Did you know that every hundred million years or so, a violent collision of a sizable comet or asteroid with the Earth is likely to occur?
Meteor Crater in Arizona is about three quarters of a mile across and about 570 feet deep.
The impacting meteor was believed to have been roughly 150 feet in diameter. (click to enlarge)

The Solar System is teeming with billions of asteroids and comets, some of them with orbits that cross Earth's. Most of these objects are tiny and pose no threat to us. In fact, every year the Earth plows through clouds of particles that give us brilliant light shows called meteor showers. But amongst all of these billions of objects there are a few that are dangerous. Comets and asteroids large enough to create Meteor Crater hit Earth every thousand years or so. In 1908, a small asteroid exploded in the atmosphere over Siberia, laying waste to roughly 830 square miles of uninhabited forest. Truly massive objects, like the one that killed the dinosaurs 65 million years ago, leave craters roughly 100km in diameter and occur roughly every hundred million years. You can send your own deadly objects hurtling toward the planets at the Solar System Collisions page.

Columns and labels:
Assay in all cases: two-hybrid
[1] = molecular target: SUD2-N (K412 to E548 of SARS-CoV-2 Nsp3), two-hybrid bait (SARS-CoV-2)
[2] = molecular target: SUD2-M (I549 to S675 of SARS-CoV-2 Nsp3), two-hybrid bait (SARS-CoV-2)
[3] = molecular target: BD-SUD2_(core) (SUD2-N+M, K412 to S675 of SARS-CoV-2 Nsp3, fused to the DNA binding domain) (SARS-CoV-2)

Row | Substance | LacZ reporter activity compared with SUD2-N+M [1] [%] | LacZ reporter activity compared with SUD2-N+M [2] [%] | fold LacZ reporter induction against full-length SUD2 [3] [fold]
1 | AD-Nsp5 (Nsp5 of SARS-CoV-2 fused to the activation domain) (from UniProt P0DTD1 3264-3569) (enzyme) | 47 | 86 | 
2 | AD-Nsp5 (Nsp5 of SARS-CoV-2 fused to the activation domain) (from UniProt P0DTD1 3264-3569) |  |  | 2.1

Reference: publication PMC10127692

Return to the Astronomy Workshop